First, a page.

Here at E-Tangata, we also talked about doing an interview that would help provide real balance and get us closer to the truth. And so I called a surgeon who, despite being extremely busy performing cancer operations, agreed to find time to talk because she was truly worried that the way in which the story had been manufactured would hurt her patients — of all ethnicities.
She used her name. She spoke on behalf of herself and as a member of the Royal Australasian College of Surgeons, which supports the tool. She explained things in a calm and measured way. She talked about why equity measures work and why they improve outcomes for everyone. She talked about how the tool isn’t perfect but how it’s one small part of trying harder for people who’ve been failed over and over again. If you’re interested in fairer healthcare, you should read her words here.
She also told me she’s found the media coverage exhausting and painful.
Our conversation left me wondering why Māori and Pacific medical professionals are left to justify and defend action that’s being taken to fix a problem that they didn’t create. When, really, the central issue the story raises is one of media responsibility.
Why was there no rush to demand that the people who kicked it off justify their angle, their selection of voices, and their framing? To ask who leaked things to them and why? Why did they give the hidden surgeons priority and protection — when there are so many others who will go on the record saying the exact opposite, as we’ve now seen happen in floods?
If we’re going to call out bias in a system, then let’s call it out in media. These guys knew exactly what they were doing. They knew how to set the story up so it started out looking a bit like health news, but was really a lot more like politics.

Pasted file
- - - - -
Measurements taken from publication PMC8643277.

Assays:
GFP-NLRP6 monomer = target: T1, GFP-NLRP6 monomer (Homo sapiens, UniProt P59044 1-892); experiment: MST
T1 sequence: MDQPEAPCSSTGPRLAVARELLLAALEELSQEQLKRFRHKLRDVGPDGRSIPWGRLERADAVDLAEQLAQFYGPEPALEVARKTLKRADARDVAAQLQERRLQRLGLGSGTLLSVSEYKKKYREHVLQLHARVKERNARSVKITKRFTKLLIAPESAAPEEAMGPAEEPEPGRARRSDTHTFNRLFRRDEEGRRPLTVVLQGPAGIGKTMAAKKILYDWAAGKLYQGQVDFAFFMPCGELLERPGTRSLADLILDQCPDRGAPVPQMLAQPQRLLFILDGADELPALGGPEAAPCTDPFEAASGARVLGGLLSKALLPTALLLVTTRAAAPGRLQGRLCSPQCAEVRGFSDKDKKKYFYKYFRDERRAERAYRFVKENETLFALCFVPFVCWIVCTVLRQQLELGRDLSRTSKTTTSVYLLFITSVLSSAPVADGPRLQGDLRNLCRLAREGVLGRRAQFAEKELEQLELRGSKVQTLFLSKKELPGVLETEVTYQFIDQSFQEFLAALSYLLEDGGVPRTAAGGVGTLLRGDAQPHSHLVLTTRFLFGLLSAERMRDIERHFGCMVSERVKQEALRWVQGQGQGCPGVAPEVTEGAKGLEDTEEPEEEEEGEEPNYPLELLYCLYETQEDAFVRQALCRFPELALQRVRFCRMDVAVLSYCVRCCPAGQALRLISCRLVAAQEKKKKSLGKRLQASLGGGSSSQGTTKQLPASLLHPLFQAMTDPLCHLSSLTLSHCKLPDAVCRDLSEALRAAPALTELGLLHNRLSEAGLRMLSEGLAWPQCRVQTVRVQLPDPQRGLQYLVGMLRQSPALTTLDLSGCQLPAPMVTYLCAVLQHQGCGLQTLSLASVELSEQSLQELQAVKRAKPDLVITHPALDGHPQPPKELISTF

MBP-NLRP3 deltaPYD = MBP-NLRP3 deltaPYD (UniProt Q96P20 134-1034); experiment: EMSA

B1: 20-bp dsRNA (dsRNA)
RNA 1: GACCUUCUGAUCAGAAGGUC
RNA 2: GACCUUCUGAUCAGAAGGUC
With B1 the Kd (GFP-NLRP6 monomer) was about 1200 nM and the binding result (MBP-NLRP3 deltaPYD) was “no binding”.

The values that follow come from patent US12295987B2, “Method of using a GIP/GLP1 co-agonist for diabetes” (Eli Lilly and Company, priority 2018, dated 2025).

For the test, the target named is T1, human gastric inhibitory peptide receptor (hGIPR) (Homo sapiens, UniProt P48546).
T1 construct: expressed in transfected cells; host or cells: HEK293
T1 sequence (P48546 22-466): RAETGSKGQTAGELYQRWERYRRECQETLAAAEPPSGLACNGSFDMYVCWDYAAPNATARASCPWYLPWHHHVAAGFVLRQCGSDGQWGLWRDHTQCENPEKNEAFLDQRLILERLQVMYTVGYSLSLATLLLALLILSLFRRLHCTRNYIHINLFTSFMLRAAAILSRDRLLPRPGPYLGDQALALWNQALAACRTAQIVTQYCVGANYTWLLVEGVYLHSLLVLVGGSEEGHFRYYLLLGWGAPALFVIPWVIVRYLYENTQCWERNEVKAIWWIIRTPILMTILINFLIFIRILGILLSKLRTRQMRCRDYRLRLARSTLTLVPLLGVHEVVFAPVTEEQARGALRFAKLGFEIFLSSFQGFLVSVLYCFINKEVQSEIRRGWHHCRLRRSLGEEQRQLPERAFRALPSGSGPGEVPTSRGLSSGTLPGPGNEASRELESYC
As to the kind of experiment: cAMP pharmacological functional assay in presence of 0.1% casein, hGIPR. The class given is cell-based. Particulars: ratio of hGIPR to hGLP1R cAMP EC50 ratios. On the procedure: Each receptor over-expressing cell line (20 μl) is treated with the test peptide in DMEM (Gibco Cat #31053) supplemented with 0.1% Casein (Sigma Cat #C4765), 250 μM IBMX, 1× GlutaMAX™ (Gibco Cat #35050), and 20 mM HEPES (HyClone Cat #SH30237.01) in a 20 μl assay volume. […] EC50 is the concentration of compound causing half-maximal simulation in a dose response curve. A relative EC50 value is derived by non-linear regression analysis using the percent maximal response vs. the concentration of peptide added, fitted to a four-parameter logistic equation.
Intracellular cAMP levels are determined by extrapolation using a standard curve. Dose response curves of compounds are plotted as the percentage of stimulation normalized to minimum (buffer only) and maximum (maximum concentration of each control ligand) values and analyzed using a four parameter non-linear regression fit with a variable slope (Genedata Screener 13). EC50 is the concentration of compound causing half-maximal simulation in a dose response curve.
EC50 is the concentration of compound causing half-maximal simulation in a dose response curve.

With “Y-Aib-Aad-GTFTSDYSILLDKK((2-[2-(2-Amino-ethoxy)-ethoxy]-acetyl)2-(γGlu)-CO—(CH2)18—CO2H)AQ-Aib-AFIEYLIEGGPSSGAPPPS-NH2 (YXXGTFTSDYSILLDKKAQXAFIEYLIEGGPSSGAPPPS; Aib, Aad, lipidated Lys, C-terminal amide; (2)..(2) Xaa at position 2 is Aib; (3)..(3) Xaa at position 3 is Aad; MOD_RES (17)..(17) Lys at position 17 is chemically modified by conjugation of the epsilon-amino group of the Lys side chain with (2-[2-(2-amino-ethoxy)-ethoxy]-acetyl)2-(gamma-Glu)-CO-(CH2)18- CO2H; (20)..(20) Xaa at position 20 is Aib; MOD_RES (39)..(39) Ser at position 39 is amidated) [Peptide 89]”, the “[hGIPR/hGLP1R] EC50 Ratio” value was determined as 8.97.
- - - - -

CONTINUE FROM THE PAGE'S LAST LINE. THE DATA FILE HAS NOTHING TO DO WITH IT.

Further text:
Sure enough, Christopher Luxon soon decried that “race has no place in surgical priorities” and David Seymour popped up saying the tool is “actively promoting racial discrimination”.
Cue another round of interviews, op-eds, responses, clicks and content, all of which, in order to make sense as reaction, had to further disseminate some form of the original shit-stirring piece, which was constructed on purpose to self-perpetuate in that way.
News stories don’t just pre-exist somewhere out there, walking around intact and whole, waiting for an equal chance to step through the door of a media outlet and into the public arena.
They exist in tiny bits and pieces, among heaps of junk and distortions and agendas — and the bits are selected, assessed, ranked, and assembled, according to the rigour and professionalism, or the whim and worldview, of the journalists and outlets involved.
Barry and Jason chose to construct a pretty ugly beast out of their scraps. The Herald chose to parade it. Then they stepped back and let everyone else feed it, until the whole thing became something big and real-seeming enough to cause genuine uncertainty and fear, and to prompt genuine attempts to do the proper journalistic work of understanding what this new health initiative is all about.
If anyone has selected and prioritised ethnicity for unfair treatment with potentially damaging outcomes to others, it’s them.
There’s no doubt this was a story about racist tools. Just not in the health system.
Connie Buchanan is an E-Tangata editor and writer. This piece was made possible by the Public Interest Journalism Fund, through NZ On Air.